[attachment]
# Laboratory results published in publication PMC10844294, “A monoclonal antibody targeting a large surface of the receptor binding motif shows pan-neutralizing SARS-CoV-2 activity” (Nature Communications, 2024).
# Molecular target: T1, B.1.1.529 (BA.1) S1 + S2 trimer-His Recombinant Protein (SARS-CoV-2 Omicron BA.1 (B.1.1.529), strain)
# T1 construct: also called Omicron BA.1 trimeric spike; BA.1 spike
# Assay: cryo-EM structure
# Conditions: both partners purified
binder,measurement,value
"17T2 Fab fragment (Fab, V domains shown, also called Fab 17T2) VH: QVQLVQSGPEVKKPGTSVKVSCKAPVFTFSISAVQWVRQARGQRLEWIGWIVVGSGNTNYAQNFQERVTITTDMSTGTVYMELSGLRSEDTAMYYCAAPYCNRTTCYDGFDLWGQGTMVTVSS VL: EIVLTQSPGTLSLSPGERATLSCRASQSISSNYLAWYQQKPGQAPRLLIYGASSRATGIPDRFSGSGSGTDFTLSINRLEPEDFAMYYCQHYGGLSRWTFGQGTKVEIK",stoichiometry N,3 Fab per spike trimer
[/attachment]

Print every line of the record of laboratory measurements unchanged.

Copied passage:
# Laboratory results published in publication PMC10844294, “A monoclonal antibody targeting a large surface of the receptor binding motif shows pan-neutralizing SARS-CoV-2 activity” (Nature Communications, 2024).
# Molecular target: T1, B.1.1.529 (BA.1) S1 + S2 trimer-His Recombinant Protein (SARS-CoV-2 Omicron BA.1 (B.1.1.529), strain)
# T1 construct: also called Omicron BA.1 trimeric spike; BA.1 spike
# Assay: cryo-EM structure
# Conditions: both partners purified
binder,measurement,value
"17T2 Fab fragment (Fab, V domains shown, also called Fab 17T2) VH: QVQLVQSGPEVKKPGTSVKVSCKAPVFTFSISAVQWVRQARGQRLEWIGWIVVGSGNTNYAQNFQERVTITTDMSTGTVYMELSGLRSEDTAMYYCAAPYCNRTTCYDGFDLWGQGTMVTVSS VL: EIVLTQSPGTLSLSPGERATLSCRASQSISSNYLAWYQQKPGQAPRLLIYGASSRATGIPDRFSGSGSGTDFTLSINRLEPEDFAMYYCQHYGGLSRWTFGQGTKVEIK",stoichiometry N,3 Fab per spike trimer